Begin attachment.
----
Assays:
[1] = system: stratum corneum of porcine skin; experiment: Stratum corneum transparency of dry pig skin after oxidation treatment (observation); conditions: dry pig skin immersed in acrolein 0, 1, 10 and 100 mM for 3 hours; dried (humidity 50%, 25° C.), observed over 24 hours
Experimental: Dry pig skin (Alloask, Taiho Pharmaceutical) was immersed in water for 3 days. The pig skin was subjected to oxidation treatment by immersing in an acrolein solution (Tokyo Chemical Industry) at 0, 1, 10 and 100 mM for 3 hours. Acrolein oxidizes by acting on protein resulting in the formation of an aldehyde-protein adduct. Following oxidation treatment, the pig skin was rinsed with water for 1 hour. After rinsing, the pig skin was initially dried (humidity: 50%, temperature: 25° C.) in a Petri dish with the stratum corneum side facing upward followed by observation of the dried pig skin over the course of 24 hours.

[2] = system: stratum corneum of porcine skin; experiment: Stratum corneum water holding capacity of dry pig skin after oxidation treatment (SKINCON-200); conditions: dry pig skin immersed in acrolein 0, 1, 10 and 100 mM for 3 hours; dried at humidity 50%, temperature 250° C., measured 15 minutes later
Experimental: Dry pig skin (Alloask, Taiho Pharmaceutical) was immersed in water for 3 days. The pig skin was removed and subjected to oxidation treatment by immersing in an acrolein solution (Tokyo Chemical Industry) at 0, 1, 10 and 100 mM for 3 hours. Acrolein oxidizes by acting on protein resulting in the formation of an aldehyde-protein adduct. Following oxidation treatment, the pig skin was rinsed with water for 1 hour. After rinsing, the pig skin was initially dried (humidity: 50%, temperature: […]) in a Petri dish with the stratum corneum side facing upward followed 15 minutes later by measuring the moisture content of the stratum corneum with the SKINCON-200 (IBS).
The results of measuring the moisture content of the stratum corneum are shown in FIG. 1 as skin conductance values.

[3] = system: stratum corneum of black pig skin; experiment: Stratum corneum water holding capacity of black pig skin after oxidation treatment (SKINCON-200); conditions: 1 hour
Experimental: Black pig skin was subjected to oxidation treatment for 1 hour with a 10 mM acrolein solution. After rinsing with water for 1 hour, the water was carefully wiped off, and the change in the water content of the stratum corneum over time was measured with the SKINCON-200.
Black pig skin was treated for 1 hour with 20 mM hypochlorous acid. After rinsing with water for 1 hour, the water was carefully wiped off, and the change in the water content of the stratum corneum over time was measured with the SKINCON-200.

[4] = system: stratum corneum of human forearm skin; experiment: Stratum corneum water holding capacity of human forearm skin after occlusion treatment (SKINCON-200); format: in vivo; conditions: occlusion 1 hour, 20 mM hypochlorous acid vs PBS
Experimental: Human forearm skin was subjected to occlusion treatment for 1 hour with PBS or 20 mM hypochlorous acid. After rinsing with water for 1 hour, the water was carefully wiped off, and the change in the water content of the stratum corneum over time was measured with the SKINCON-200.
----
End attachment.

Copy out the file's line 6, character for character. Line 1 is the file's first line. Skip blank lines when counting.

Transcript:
The results of measuring the moisture content of the stratum corneum are shown in FIG. 1 as skin conductance values.